New York state laws were respectfully adjusted recently in order to eternally accommodate people and their pets.

That’s right!

Among the latest laws on the books is one that allows animals to be buried alongside their owners.

animals to be buried alongside their owners
A headstone at Hartsdale Pet Cemetery in Westchester County. Before the passage of a new law in New York, pet graveyards were the only option for pet owners who did not want to be separated from their animal companions after death. Credit Bryan Anselm for The New York Times

This is a big deal for pet people, as according to the state’s Association of Cemeteries, the practice was not allowed anywhere in New York until now. The thoughtful new burial law is sponsored by Michael H. Ranzenhofer, a Republican state senator from Erie County, and James F. Brennan, a Democratic state assemblyman from Brooklyn.

Prior to the new law, pet parents who refused to be buried without their adopted ‘kids’ by their side had to resort to being buried in a pet cemetery. Edward C. Martin Jr., Director of the Hartsdale Pet Cemetery, stated that at least 5 people are laid to rest there every year.

Well, it appears as though that number should be less from now on!

One way people were doing this in the past was by sneaking a pet’s urn into the owner’s casket just before the burial. Yet, because of this new law, formal and legal plans can now be made, making it unnecessary to be sneaky about it anymore.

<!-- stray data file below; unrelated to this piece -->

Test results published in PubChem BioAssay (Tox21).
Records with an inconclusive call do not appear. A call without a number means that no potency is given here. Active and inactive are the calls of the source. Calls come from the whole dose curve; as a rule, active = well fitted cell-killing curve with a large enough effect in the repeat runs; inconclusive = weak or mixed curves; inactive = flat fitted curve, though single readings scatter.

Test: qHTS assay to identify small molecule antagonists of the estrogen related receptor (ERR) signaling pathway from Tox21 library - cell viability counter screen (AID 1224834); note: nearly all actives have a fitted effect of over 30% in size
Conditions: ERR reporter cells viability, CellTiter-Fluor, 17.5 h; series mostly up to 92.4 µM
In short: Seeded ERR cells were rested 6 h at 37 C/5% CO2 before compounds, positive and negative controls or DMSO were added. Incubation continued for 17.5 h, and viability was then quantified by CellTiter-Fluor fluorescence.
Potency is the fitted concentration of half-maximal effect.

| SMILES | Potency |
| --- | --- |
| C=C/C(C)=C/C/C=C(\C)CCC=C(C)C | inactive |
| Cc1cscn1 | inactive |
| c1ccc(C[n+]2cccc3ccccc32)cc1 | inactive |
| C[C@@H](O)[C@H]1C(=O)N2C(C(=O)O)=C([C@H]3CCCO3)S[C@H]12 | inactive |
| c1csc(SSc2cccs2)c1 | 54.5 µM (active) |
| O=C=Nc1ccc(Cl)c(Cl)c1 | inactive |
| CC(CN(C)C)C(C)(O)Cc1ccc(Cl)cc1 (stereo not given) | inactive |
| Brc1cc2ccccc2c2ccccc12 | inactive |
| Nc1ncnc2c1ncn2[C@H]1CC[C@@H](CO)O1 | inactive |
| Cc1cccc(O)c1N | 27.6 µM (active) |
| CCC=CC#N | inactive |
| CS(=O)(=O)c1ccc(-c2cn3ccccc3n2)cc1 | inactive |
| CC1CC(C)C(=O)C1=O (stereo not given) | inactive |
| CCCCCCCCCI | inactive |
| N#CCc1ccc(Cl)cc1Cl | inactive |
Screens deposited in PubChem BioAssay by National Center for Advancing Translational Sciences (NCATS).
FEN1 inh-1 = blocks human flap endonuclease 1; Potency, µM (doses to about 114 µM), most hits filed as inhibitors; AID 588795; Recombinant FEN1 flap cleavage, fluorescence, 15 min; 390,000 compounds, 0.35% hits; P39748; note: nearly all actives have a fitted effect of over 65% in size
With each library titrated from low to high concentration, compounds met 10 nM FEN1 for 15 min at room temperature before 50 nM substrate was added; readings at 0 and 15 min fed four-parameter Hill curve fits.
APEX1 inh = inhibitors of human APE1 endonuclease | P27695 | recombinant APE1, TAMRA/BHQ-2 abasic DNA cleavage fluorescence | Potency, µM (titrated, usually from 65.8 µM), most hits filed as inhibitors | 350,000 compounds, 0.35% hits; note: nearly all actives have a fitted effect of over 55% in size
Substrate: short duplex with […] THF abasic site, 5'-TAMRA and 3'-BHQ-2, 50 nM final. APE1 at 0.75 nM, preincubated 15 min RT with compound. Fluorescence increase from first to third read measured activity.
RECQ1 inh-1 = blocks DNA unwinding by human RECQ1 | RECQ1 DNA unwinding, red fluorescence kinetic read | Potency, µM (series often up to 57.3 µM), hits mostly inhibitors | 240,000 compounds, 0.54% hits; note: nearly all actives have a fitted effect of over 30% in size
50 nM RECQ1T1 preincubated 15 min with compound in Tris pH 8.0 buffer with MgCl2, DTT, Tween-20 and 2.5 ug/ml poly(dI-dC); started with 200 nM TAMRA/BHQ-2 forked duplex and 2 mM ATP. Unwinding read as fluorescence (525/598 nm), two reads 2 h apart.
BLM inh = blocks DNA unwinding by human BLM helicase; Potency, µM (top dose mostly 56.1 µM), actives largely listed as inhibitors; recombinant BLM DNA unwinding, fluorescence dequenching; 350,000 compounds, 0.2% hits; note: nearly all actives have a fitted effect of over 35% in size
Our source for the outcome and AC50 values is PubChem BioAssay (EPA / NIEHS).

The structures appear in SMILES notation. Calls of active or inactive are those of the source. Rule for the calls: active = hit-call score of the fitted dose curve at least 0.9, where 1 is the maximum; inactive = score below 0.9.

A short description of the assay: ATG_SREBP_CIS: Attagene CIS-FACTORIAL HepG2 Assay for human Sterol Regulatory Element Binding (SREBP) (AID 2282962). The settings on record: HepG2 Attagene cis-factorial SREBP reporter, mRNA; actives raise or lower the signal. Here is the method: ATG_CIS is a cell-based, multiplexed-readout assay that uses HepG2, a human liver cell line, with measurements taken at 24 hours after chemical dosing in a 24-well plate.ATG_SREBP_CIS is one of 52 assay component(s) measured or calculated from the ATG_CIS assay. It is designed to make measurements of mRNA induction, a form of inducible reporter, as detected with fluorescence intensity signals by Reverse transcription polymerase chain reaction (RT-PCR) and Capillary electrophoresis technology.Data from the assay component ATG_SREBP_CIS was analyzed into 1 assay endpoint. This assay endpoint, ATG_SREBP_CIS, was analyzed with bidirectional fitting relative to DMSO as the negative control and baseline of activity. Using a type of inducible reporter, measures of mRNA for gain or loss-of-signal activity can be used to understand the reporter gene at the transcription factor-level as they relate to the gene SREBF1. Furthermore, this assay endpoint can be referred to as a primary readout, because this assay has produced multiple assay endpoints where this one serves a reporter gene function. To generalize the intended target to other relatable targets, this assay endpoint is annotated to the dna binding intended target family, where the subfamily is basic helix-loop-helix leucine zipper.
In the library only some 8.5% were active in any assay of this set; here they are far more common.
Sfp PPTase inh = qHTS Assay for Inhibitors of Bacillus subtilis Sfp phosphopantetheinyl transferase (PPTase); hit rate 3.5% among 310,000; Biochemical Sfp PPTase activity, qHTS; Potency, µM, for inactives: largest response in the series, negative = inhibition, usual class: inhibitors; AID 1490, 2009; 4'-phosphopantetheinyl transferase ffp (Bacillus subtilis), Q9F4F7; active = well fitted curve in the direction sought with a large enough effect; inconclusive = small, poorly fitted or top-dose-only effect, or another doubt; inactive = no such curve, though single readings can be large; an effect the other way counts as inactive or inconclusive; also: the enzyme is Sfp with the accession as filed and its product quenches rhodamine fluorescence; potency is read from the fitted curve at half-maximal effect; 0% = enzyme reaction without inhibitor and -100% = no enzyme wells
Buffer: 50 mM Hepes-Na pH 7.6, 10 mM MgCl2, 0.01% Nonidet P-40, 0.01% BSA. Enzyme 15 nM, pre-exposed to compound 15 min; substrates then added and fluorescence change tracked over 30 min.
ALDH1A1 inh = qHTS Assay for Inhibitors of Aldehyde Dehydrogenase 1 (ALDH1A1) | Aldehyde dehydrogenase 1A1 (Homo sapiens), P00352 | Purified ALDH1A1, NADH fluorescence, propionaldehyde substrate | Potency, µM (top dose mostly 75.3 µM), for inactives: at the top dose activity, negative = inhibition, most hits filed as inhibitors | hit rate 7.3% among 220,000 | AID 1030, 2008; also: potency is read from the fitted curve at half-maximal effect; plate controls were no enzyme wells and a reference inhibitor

Not only can an existing urn be placed inside the owner’s casket, but if a pet happens to outlive its owner, they can even have side-by-side plots where they’ll eventually rest in peace together.

Of course, as with most laws, there are certain stipulations. For instance, the new law allows only cremated remains of pets to be buried.

Furthermore, religious cemeteries are exempt, and cemeteries are not under any legal obligation to accept animals. Either way, there’s no doubt that permitting this will be a big selling point for pet owners who are deciding on where they want to be buried.

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Edward C. Martin Jr., director of Hartsdale Pet Cemetery. About five to seven people are buried there with their pets each year, he said. Credit Bryan Anselm for The New York Times

It’s a wonder that this wasn’t allowed before now, since most people consider their pets to be a member of the family. It simply makes sense to be buried with or close by them, as is often done with loved ones.

Presently, the types of pets that may legally be buried with their owners are limited to those designated as domestic animals in the state. Luckily, the law has some leeway to allow many types of creatures, including reptiles and invertebrates.

The cemetery law is merely one in several steps that have been taken lately to make New York more ‘pet friendly’.

In fact, a law that passed last year allows dogs to join their owners in restaurants at outdoor tables. Additional statutes implemented in recent years include imposing stiffer penalties for stealing or mistreating pets and enhancing the oversight of pet dealers.

Currently it is unclear how many other states allow pets to be buried with their owners in ‘regular’ cemeteries. So, if you’d like to see if it is an option in your state, simply call a local cemetery or two and ask them about it. Then maybe someday (though hopefully not too soon) you’ll forever be with your four-legged friend!

We love animals and believe in treating them with the utmost respect. Please share if you do, too.

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